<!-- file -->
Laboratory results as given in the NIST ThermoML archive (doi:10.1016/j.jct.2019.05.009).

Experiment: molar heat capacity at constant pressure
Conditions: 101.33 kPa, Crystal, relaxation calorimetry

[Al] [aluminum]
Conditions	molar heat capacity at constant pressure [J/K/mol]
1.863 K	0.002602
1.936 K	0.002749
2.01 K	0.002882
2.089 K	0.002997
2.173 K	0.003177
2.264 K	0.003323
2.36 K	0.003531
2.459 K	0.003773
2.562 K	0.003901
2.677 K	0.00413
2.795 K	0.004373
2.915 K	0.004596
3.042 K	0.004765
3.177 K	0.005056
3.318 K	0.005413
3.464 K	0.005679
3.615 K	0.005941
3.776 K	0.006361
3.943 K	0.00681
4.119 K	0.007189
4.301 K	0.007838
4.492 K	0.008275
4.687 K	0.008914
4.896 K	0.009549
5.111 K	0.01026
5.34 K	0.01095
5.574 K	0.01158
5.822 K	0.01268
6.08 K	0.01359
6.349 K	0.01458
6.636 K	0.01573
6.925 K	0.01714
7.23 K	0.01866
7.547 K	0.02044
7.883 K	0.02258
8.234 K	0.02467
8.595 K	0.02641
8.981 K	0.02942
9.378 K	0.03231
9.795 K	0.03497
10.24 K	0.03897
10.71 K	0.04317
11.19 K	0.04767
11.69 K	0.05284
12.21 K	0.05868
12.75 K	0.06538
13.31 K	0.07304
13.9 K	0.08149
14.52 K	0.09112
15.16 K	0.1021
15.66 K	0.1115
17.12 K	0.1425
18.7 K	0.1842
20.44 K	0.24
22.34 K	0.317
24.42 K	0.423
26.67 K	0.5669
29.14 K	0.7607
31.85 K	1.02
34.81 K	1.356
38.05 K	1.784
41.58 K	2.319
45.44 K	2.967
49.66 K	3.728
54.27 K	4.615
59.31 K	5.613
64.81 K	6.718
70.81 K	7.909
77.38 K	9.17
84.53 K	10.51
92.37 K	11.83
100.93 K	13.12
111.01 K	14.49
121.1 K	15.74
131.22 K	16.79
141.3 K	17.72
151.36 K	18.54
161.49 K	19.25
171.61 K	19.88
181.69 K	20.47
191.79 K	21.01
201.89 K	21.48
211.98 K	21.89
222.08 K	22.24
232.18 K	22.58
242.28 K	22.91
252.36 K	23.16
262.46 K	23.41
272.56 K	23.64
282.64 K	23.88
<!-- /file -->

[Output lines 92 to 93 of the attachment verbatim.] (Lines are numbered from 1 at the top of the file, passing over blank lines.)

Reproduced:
252.36 K	23.16
262.46 K	23.41